How to spot price gouging and where to report it

Consumer Reports

TYLER, Texas (KETK) – Attorney General Ken Paxton issued a notice on Feb. 16 warning the public about price gouging as Texans recover from winter storms.

Price gouging can occur when a disaster has been declared and businesses then raise the prices of their products to excessive rates to take advantage of the disaster declaration.

“No one is exempt from price gouging laws in Texas,” the release said. “Any person selling goods, necesities or services at an exorbitant price will be prosecuted to the fullest extent of the law.”

The AG’s office asked people to note that high prices does not mean that gouging has taken place as businesses are generally allowed to determine the prices for their products.

Texas law said it is illegal for anyone to take advantage of a disaster declaration by the governor or the president. Taking advantage can include the following:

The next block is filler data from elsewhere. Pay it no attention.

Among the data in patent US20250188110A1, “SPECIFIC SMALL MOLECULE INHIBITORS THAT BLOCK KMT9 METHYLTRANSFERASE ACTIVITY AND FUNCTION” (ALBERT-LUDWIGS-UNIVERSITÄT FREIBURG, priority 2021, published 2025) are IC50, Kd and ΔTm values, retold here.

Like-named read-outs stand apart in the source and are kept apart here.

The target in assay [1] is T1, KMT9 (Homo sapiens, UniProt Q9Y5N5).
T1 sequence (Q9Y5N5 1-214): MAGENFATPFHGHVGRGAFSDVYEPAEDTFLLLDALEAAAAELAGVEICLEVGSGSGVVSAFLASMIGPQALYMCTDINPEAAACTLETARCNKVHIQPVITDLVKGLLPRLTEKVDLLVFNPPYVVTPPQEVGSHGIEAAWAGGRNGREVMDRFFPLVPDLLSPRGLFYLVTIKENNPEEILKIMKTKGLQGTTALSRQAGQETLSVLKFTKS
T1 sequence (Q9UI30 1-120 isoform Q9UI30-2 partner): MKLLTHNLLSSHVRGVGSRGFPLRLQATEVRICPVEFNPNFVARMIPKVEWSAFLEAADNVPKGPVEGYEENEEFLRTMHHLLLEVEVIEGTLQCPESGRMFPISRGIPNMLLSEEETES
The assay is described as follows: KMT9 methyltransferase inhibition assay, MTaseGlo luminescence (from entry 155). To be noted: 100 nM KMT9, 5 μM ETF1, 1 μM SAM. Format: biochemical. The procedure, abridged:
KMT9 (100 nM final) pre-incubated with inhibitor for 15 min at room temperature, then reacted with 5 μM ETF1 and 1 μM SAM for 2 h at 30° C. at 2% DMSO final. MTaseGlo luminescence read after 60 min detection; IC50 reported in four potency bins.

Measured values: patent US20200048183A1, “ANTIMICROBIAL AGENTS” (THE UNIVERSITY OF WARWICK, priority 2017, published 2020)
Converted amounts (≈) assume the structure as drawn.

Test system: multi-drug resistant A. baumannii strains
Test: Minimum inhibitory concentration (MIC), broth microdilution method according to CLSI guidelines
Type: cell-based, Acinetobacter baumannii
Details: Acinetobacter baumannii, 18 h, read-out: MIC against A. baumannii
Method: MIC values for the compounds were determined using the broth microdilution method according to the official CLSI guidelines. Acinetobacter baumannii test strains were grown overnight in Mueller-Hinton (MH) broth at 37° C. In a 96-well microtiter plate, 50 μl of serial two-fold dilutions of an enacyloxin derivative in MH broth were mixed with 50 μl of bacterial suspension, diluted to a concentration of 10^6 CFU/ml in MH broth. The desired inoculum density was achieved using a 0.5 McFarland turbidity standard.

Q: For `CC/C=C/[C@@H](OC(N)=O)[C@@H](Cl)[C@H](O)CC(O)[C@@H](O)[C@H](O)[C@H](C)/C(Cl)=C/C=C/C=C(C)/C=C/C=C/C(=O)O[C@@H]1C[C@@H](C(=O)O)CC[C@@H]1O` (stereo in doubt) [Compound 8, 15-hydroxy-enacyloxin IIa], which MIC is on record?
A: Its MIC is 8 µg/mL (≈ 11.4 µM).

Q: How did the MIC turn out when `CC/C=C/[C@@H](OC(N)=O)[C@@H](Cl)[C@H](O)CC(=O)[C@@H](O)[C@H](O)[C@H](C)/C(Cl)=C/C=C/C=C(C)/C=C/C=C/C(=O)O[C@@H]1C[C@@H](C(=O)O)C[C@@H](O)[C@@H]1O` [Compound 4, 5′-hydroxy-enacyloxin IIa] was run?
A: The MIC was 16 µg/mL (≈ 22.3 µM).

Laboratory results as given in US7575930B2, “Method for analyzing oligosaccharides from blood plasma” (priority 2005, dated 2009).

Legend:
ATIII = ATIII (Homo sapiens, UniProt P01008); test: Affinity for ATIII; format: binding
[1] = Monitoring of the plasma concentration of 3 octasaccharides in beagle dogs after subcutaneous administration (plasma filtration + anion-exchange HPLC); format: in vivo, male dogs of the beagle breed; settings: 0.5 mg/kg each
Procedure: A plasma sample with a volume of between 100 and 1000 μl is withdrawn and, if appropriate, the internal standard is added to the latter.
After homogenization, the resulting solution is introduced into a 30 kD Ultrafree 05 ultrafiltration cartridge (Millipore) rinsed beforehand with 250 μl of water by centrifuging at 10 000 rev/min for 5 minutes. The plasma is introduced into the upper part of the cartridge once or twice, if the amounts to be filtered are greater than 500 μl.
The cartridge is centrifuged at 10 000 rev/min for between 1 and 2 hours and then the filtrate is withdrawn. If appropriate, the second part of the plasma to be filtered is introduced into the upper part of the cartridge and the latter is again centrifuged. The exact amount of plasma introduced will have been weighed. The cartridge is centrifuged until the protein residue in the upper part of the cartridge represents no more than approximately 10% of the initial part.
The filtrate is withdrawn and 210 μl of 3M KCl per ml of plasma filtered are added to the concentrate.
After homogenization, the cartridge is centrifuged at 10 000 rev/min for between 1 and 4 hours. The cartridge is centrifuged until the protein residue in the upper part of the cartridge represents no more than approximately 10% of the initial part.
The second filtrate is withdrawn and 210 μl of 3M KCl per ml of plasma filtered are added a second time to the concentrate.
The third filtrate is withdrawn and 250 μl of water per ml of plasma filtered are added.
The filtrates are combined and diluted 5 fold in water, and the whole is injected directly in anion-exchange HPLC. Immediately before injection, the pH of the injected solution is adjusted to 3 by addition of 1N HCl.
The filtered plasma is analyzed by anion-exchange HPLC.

• Selling or leasing fuel, food, medicine, lodging, building materials, construction tools, or another necessity at an exorbitant or excessive price;
  • Demanding an exorbitant or excessive price in connection with the sale or lease of fuel, food, medicine, lodging, building materials, construction tools, or another necessity.

“I will not stand for any person or business unlawfully taking advantage of Texans. Let’s pull together to help communities through this record-breaking winter weather disaster.”

If you suspect price gouging is taking place, you can file a consumer complaint with the AG’s office to report a suspected price gouging incident.

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